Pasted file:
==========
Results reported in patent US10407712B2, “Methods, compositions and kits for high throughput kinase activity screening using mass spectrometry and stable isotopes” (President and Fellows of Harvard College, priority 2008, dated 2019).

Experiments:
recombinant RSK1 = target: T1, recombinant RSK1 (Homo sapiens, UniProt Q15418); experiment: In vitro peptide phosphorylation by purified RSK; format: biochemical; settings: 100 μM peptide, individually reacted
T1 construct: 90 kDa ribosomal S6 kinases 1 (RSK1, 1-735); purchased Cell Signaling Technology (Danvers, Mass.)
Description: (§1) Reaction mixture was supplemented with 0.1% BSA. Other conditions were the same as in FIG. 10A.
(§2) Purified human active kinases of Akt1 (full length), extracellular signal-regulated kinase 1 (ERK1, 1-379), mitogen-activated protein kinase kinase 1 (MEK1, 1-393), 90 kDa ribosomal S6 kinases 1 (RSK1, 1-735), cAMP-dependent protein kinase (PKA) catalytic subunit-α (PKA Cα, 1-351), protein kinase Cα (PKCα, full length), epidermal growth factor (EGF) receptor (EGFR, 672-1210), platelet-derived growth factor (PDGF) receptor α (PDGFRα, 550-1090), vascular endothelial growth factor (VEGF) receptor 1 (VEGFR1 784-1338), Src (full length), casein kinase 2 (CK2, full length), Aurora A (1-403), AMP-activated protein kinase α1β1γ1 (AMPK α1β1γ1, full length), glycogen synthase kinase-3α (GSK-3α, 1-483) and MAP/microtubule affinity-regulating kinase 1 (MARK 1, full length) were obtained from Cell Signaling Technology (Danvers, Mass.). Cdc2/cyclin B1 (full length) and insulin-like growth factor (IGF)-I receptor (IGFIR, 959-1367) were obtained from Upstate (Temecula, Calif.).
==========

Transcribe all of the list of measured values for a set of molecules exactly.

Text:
Results reported in patent US10407712B2, “Methods, compositions and kits for high throughput kinase activity screening using mass spectrometry and stable isotopes” (President and Fellows of Harvard College, priority 2008, dated 2019).

Experiments:
recombinant RSK1 = target: T1, recombinant RSK1 (Homo sapiens, UniProt Q15418); experiment: In vitro peptide phosphorylation by purified RSK; format: biochemical; settings: 100 μM peptide, individually reacted
T1 construct: 90 kDa ribosomal S6 kinases 1 (RSK1, 1-735); purchased Cell Signaling Technology (Danvers, Mass.)
Description: (§1) Reaction mixture was supplemented with 0.1% BSA. Other conditions were the same as in FIG. 10A.
(§2) Purified human active kinases of Akt1 (full length), extracellular signal-regulated kinase 1 (ERK1, 1-379), mitogen-activated protein kinase kinase 1 (MEK1, 1-393), 90 kDa ribosomal S6 kinases 1 (RSK1, 1-735), cAMP-dependent protein kinase (PKA) catalytic subunit-α (PKA Cα, 1-351), protein kinase Cα (PKCα, full length), epidermal growth factor (EGF) receptor (EGFR, 672-1210), platelet-derived growth factor (PDGF) receptor α (PDGFRα, 550-1090), vascular endothelial growth factor (VEGF) receptor 1 (VEGFR1 784-1338), Src (full length), casein kinase 2 (CK2, full length), Aurora A (1-403), AMP-activated protein kinase α1β1γ1 (AMPK α1β1γ1, full length), glycogen synthase kinase-3α (GSK-3α, 1-483) and MAP/microtubule affinity-regulating kinase 1 (MARK 1, full length) were obtained from Cell Signaling Technology (Danvers, Mass.). Cdc2/cyclin B1 (full length) and insulin-like growth factor (IGF)-I receptor (IGFIR, 959-1367) were obtained from Upstate (Temecula, Calif.).